Using the Chrome web developer tools, Part 4: The Timeline Tab
Figure 2 shows a captured recording. Reproducing this is a bit tricky, because the timeline recorder runs until you turn it off; click the record button, immediately reload the page (use a keyboard shortcut like CTRL+R), and click it off quickly. As you can see, there's a lot of data produced in that subsecond response.
To reduce clutter, focus on the interesting part, and acquaint yourself a bit more with the
timeline interface, first uncheck the "Memory" checkbox along the top; I'll
come back to that view later on. Then, drag your mouse over the timeline
summary along the top, highlighting just the area with most of the colored
boxes, as shown in figure 3. This action focuses the detail view at the
bottom. Notice that I've omitted the two events to the far left. These
are the "Send Request" event that you see at the top of figure 2.
the browser sends the first
GET request and doesn't get a
response for about 150ms — not enough time to matter when you're loading
at a page, but quite a bit of blank space when you're looking at the events
that happened in 3/4 of a second.
If you click the "record" button again and move your mouse around in the window, you'll see (after turning the recording off) a sequence of scripting events like the display shown in figure 4. Since Chrome did work firing off the events — even though your page didn't intercept them — they're listed in the timeline view.
For efficiencies' sake, Chrome tries to go ahead and batch up events. Notice along the top of the detail view, there are a series of light-grey bars; each of these represents a batch of activities. If you hover over one, you can see how much time the batch took and how many events were processed within it as shown in figure 5.
This is a pretty boring page, though. Take a look at the (marginally) more interesting page in Example 2. Here the page includes a blue box that you can click and drag around with your mouse. If you run the timeline recorder and move the box around a little bit, you'll see a more interesting display like the one shown in figure 6, below.
Here I've zoomed in on the "action"; whenever the browser triggers a
mousemove (after the mouse has been captured via a mousedown),
left properties of the moveable
div, Chrome goes through a recalculate/update/paint loop to
change the display. Interestingly, if you click one of the
events, a new tab appears as shown in figure 7: Paint Profiler. If you're
familiar with the HTML5 canvas, this code should look somewhat familiar —
Chrome has an internal canvas-like interface that it uses to render objects
on screen; you can see all of the details of what it did to render the blue
square. If you hover over each line of the paint profiler, it will highlight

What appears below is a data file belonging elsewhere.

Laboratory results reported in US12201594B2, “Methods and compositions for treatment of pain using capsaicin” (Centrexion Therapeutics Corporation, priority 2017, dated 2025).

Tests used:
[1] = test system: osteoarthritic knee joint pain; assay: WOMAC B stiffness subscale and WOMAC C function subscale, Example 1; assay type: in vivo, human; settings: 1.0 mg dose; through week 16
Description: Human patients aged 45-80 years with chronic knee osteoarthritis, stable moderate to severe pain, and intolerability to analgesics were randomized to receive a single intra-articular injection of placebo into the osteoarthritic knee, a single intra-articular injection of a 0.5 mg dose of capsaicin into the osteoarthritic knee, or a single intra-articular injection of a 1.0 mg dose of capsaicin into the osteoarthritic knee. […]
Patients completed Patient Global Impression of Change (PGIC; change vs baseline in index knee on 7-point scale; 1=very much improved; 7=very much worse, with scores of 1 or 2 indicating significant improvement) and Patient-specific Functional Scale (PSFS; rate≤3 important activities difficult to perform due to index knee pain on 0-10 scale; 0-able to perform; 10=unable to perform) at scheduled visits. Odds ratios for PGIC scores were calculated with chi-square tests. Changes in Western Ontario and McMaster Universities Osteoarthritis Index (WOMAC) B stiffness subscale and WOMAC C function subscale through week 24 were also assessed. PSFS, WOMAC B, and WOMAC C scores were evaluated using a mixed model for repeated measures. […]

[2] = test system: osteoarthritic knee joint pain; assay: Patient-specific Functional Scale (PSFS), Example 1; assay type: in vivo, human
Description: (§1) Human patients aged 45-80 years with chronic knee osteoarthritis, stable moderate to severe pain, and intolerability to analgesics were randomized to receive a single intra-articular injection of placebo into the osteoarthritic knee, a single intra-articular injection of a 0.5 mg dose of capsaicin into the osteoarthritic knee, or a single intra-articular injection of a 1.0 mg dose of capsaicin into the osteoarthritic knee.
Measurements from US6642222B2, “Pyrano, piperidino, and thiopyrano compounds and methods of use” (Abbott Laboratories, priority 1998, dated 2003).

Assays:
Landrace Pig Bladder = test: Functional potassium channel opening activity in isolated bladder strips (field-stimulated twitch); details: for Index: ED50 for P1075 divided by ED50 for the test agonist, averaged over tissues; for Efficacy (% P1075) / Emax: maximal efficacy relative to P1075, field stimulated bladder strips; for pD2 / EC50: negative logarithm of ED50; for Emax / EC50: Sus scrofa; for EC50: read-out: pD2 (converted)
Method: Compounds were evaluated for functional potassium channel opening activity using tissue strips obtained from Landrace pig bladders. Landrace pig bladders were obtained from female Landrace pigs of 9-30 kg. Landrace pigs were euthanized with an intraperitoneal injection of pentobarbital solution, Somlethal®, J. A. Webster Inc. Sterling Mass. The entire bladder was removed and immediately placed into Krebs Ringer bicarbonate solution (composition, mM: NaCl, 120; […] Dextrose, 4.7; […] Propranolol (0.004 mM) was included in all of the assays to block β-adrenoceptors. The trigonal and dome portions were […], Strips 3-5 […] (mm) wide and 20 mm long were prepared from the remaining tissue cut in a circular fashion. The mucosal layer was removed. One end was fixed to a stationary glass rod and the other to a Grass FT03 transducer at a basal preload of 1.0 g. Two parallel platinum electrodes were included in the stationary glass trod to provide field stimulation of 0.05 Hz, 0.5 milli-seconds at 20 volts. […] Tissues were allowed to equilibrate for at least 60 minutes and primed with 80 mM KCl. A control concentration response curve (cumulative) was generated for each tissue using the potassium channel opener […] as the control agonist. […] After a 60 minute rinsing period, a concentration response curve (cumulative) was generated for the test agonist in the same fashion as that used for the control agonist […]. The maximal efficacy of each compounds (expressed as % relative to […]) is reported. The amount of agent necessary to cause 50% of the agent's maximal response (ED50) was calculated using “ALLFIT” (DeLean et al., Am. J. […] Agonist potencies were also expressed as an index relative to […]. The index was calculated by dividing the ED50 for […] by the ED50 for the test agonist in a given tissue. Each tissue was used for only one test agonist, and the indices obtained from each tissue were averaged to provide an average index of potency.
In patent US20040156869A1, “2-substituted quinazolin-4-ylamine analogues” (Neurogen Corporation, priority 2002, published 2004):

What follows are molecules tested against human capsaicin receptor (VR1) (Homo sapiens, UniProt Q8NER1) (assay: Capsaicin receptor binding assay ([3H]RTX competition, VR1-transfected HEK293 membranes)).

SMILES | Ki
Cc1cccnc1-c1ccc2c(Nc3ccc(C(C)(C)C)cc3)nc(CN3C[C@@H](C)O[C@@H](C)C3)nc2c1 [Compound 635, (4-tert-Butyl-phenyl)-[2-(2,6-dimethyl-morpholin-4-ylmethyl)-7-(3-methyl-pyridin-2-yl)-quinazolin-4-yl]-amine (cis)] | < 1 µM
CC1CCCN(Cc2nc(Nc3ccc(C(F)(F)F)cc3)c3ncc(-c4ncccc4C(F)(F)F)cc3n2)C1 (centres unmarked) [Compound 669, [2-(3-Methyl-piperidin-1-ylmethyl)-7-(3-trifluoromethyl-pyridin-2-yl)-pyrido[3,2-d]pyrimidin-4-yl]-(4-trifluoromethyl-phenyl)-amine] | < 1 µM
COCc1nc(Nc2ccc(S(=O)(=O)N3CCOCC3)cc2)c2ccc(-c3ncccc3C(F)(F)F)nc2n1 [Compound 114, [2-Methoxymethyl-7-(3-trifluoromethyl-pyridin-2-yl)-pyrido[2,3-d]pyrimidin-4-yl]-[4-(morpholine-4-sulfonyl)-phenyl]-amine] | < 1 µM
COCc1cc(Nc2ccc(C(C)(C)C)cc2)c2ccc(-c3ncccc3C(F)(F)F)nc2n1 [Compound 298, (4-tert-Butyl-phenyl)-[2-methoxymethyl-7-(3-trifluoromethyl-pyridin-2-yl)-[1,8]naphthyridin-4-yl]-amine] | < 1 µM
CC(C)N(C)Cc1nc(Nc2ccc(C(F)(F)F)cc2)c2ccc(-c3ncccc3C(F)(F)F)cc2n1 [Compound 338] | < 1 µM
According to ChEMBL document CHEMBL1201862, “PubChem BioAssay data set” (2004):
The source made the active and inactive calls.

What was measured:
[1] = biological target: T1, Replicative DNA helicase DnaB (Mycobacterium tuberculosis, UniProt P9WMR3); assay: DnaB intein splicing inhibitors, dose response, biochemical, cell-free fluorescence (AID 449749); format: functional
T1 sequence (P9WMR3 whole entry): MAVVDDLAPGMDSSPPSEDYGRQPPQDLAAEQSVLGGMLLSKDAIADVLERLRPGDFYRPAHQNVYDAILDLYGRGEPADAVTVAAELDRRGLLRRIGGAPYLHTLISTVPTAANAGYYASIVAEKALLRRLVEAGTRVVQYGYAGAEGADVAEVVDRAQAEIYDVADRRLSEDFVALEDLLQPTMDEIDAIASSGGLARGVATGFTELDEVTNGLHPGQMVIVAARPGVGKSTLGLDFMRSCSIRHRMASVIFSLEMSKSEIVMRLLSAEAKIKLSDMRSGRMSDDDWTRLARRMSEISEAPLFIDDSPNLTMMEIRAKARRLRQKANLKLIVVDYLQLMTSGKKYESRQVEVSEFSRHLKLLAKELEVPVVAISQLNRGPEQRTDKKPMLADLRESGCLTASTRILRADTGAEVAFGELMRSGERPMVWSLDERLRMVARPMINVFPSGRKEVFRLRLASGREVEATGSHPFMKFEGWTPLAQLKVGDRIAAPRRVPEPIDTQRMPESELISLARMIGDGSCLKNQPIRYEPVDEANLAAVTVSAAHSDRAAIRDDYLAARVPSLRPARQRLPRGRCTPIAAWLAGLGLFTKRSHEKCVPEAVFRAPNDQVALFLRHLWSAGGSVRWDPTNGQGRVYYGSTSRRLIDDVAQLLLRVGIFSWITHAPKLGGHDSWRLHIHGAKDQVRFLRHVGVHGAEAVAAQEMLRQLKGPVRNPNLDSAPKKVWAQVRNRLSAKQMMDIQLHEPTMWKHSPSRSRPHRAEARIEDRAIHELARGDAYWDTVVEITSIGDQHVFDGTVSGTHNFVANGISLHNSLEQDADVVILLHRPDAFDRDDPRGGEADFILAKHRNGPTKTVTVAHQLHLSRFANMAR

what, on the page, it painted using that line.
Depending on your computer, though, capturing this much detail may a) not be
needed and b) slow down the capturing process, so Chrome allows you to disable
the capture of the individual paint events and the invalidation causes using
paint checkboxes next to the
If you click on the
Recalculate Style event as shown in figure 8,
Chrome will additionally tell you exactly where in your source code the HTML
was "invalidated" (meaning that it needed to be redrawn); if you see a lot of
paint events that you can't seem to track down, this will take you right to
Another handy view on pages like this one that do a lot of dynamic "animation" is the frames view illustrated in figure 9. If you want your users to perceive a smooth animation, you should shoot for 60 frames per second — anything less than that will appear "jerky" to the user. This view breaks down your update/repaint events to illustrate how long each took.
Earlier, I unchecked the
memory checkbox to avoid cluttering up
the display. I've re-checked it in figure 10. Note that unchecking the
checkbox doesn't cause the memory events not to be kept track of, it just
removes them from the display. Unchecking the
on the other hand, causes the profiler to not capture them at all —
if you want to see the individual paint events, you'll have to recheck the
checkbox and run another recording.
The memory view keeps track of four individual sorts of memory allocations: Listeners, Nodes, Documents and "Used JS Heap". The first three are pretty self-explanatory — here, there's only one document (which won't necessarily be the case when you're dealing with multiple windows and iFrames), one to three listeners (one mousedown listener active at all times and the mousemove/mouseup handler active during a drag operation), and
Thus far, I've been suppressing the
memory tab to declutter the
display. However, realistically, you probably want to keep track of your
memory usage as well. If you load Example 3, you'll
see a contrived memory leak — every time you input two numbers and click
add, the sum is stored in a globally scoped array.
In figure 10, I've re-enabled the memory view and added a couple of numbers using example 3. Notice that the "used JS Heap" is growing. Now, all I can tell from the view is that it's growing — I can see on the timeline when it happened, but there are so many events in the events view that it's hard to see what the cause was. Chrome's timeline view has a robust filtering mechanism that allows you to zero in on what was causing the problem.
Here I can see that my JS heap size increases roughly every time line 17 is
invoked — which I can click through and see is my
Although the timeline view was sufficient to track down the source of this
very simple memory leak, most realistic page leaks are much more complex —
too complex for the timeline view to help you with. Normally you use the
timeline view to confirm that you have a memory leak, but you use the
profiler to actually track it down. I'll cover the profiler in
the next installment of this series, so stay tuned!